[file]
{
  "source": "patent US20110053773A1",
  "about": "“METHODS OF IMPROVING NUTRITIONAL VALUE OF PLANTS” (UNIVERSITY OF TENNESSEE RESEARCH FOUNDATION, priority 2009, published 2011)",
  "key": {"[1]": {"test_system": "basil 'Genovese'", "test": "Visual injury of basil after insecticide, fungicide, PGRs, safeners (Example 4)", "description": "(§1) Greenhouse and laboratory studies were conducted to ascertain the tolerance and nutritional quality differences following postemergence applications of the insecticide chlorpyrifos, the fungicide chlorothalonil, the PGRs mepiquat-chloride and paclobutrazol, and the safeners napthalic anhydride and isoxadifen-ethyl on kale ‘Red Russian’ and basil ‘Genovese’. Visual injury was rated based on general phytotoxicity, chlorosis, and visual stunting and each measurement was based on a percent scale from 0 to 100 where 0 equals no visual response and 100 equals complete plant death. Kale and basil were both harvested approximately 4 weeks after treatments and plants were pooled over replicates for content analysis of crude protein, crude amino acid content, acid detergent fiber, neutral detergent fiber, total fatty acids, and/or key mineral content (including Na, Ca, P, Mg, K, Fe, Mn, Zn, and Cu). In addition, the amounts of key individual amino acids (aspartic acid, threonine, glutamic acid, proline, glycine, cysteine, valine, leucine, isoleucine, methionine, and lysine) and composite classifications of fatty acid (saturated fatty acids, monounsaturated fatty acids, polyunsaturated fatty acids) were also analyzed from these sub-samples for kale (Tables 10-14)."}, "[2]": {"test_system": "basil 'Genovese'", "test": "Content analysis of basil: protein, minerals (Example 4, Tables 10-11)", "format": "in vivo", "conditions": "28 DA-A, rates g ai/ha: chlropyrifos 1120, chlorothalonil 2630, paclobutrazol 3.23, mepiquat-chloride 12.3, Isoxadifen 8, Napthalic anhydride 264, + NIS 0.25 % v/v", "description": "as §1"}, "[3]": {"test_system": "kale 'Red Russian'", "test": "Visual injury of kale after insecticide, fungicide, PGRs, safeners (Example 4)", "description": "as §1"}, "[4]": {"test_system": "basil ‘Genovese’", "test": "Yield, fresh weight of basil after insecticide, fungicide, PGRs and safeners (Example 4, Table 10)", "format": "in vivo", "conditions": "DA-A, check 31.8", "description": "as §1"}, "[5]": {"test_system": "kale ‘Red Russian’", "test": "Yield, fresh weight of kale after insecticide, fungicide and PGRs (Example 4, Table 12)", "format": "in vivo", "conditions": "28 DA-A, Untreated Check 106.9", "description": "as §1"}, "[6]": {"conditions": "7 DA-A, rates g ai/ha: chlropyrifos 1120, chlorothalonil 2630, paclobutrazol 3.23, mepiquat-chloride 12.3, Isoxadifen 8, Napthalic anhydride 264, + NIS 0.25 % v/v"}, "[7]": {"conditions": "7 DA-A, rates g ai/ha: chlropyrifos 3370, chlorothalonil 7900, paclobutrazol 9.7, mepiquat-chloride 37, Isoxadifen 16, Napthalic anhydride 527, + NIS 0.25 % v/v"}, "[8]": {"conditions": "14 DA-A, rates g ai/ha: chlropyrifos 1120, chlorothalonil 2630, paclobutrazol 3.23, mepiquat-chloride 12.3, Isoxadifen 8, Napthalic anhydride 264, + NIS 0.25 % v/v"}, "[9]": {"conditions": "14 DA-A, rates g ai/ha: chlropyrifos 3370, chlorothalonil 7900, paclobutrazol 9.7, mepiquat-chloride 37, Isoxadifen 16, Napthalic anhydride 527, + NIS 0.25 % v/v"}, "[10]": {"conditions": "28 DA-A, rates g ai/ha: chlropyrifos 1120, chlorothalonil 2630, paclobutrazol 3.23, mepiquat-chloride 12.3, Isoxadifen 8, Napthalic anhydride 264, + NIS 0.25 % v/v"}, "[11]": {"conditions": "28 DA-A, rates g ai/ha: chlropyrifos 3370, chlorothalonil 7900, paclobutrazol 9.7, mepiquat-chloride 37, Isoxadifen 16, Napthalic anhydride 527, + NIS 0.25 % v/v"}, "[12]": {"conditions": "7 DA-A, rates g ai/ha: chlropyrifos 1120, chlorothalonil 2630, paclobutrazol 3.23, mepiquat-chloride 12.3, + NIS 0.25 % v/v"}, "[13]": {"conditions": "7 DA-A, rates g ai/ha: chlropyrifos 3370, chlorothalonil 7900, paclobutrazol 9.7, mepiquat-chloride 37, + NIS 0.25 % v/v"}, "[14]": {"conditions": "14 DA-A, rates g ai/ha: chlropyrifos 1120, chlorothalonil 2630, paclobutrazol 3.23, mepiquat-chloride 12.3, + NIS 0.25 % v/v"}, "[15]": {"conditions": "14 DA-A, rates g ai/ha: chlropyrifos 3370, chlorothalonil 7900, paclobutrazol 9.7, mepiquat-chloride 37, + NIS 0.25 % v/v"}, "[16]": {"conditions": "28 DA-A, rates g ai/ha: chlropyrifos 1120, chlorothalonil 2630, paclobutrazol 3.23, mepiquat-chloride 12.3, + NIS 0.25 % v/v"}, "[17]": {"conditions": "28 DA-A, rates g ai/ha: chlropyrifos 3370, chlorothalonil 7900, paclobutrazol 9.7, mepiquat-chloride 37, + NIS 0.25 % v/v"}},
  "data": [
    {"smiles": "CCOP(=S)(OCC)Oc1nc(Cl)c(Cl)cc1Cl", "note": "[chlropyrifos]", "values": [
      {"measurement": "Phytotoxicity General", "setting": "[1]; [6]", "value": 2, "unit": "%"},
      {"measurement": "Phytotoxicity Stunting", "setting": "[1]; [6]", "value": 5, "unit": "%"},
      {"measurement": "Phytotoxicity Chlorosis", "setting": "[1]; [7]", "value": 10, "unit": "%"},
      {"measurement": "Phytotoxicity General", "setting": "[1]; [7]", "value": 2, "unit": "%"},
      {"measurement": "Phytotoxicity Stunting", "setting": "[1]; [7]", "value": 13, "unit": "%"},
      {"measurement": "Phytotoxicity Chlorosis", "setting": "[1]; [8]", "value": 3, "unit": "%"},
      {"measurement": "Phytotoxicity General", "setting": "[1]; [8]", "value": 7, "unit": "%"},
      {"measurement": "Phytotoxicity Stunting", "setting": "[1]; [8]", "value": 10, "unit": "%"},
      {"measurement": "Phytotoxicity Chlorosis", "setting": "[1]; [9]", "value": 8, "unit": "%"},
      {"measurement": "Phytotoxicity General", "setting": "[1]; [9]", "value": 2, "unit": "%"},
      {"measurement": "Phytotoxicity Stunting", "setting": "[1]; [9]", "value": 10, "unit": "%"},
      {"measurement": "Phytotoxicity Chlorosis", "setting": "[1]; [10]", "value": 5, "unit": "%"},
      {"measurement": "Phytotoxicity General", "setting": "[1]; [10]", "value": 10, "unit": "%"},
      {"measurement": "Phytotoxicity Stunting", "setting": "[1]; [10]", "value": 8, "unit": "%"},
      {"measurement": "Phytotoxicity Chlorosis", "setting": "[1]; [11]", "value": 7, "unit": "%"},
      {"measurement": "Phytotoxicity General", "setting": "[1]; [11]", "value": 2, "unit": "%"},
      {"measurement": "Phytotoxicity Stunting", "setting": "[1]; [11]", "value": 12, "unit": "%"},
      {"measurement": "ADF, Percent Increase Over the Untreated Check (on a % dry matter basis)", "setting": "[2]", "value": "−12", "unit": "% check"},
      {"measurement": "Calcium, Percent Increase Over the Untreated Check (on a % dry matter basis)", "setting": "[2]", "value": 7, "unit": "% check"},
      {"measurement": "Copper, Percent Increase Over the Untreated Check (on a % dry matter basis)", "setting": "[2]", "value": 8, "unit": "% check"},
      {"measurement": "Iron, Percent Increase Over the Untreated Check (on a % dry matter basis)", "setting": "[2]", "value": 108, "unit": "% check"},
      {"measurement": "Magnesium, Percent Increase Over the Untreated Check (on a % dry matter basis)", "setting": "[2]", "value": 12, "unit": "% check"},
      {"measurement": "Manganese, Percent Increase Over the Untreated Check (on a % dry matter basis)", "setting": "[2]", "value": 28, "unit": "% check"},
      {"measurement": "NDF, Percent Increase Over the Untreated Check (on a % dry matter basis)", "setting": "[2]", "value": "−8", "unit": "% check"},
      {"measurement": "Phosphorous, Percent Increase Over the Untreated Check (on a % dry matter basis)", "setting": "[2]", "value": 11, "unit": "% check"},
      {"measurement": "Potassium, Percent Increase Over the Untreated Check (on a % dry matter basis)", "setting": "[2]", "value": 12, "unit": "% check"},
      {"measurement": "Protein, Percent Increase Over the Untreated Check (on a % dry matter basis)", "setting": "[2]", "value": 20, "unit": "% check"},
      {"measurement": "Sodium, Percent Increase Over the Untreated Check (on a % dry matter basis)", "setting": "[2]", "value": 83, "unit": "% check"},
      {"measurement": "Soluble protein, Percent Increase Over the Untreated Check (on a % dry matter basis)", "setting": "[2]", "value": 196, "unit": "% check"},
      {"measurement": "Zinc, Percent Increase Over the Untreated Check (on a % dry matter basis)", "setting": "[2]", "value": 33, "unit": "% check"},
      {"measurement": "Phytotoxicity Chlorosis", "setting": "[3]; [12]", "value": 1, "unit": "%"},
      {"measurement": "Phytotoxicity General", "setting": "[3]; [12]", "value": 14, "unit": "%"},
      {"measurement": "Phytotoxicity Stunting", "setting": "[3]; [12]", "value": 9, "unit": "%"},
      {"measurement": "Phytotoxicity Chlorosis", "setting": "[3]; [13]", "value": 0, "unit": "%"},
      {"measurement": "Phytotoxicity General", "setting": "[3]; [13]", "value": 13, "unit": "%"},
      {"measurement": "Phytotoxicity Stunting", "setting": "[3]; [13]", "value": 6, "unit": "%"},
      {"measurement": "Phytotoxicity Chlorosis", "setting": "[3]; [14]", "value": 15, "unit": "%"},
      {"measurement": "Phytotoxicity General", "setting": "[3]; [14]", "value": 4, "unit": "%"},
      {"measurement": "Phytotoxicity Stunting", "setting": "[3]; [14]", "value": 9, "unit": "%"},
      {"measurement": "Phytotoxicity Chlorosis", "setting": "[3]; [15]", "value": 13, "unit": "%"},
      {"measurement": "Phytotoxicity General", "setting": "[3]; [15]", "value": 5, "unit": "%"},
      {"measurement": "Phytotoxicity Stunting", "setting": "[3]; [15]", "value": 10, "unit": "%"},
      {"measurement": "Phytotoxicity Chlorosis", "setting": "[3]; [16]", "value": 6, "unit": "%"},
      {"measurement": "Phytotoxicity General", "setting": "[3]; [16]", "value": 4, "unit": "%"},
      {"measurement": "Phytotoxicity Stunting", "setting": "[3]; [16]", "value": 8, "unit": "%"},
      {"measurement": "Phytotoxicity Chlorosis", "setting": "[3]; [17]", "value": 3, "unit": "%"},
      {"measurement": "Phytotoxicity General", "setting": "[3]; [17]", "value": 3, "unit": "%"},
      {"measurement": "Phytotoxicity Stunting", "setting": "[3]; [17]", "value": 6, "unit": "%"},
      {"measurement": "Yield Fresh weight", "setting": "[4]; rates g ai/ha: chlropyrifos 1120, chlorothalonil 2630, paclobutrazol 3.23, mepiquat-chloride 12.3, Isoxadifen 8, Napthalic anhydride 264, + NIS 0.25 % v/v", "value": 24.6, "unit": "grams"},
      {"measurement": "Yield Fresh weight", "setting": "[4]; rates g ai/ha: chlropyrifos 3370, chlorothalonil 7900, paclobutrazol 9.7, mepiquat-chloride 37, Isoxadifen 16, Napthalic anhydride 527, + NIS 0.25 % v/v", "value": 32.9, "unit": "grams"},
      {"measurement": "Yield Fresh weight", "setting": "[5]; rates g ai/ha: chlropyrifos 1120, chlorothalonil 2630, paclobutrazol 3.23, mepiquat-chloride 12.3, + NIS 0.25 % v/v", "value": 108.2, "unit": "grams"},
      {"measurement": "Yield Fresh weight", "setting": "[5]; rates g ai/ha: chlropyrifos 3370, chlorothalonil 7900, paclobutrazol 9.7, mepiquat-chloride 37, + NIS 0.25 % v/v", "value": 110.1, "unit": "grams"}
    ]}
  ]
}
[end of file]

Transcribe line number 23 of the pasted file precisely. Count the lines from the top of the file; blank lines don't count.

      {"measurement": "Phytotoxicity Stunting", "setting": "[1]; [11]", "value": 12, "unit": "%"},